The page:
Millennium Post

Tying of man to jeep must not be seen as rights violation: Nirmal

Tying of man to jeep must not be seen as rights violation: Nirmal
Major Leetul Gogoi's act of tying a man to a jeep as a human shield against stone-pelters should not been seen as human rights violation and there should be no politics over it, Jammu and Kashmir Deputy Chief Minister Nirmal Singh said on Thursday.

The BJP leader said Gogoi had saved many lives by showing the "presence of mind" in a particular situation.

Singh maintained that the government was ready for talks and that it was doing its best to create an atmosphere where a dialogue can be started.

He said a "comprehensive plan" was being chalked out to deal with mlitancy and violence and "we are expecting good results which will pave the way for restoration of peace and normalcy in Kashmir very soon."

Referring to the April 9 incident in which Gogoi had tied a man to his jeep as a shield against stone-pelters during polling in Budgam district, Singh told reporters here that the Major was "facing a situation" and "adopted a way out by showing presence of mind, thus saving many lives."

There should be no politics over it, the BJP leader said, two days after his party's coalition partner, the PDP, expressed displeasure over honouring of the Army officer.

PDP general secretary Nizamuddin Bhat, while commenting on the Army chief's commendation card given to Gogoi, had said on Tuesday that honouring the officer was "not proper" as the act was a human rights violation.

Singh insisted that the incident should not be seen in the light of human rights violation as the officer adopted a way out to save the lives of many people including local polling staff, policemen and the protesters.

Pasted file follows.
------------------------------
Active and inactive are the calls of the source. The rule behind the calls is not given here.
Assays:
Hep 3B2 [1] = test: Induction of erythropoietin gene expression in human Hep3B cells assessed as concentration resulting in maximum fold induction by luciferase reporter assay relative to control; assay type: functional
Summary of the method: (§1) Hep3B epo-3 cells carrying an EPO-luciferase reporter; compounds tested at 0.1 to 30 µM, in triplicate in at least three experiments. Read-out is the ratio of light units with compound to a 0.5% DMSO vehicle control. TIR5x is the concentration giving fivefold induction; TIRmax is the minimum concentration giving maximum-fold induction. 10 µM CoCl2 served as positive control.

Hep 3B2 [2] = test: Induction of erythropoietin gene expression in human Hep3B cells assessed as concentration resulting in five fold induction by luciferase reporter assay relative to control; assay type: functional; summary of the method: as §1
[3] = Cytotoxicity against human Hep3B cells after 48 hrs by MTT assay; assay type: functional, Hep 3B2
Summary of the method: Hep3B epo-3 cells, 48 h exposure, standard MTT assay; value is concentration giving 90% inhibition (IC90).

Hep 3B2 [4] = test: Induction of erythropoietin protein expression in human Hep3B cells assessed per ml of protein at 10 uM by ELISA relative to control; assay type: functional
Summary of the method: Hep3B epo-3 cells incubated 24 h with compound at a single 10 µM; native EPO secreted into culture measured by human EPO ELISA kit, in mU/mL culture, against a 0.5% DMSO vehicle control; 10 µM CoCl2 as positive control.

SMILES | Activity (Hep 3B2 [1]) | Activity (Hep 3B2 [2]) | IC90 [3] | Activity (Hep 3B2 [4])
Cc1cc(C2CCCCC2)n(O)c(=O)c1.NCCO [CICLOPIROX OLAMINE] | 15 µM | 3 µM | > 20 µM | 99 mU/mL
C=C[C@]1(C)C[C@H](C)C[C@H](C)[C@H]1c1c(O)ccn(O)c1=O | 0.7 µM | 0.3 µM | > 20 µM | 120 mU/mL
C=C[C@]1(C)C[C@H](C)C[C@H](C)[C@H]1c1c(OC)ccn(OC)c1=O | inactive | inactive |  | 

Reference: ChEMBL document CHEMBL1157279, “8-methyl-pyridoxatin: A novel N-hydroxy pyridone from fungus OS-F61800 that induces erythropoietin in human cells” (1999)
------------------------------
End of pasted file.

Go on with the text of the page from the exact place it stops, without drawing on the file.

"Several people among protesters or the trapped party would have lost their lives, if the officer had used live ammunition. It should be seen in that context. It is a bigger thing that human lives were saved," the deputy CM said.

To a question about militants including Lashker-e-Taiba (LeT) chief Abu Dujana escaping security cordon seven times in the recent past in south Kashmir with the help of stone- pelters, he termed these as "minor incidents".

"We are fully confident of the success of the comprehensive plan which will have a positive impact on the ground in near future," Singh added.

In reply to another question about a civil society group meeting some separatist leaders here, he said, "It is good if they (separatists) are talking as things will move forward only through dialogue." He said the state government is not against dialogue but wants a conducive atmosphere to prevail to begin the process.

"We have made it clear in the 'Agenda of Alliance' (between the PDP and the BJP) that all issues will be addressed through dialogue and the state government is doing its best to create such an atmosphere where dialogue is started," the deputy chief minister said.

He said when the parliamentary delegation visited the valley last year, separatists shut their doors and refused to talk to them. "When such an atmosphere is prevailing, how can the process of dialogue take shape?.. In the coming times, when the roar of guns and stone pelting stops, such things will move forward," he said.
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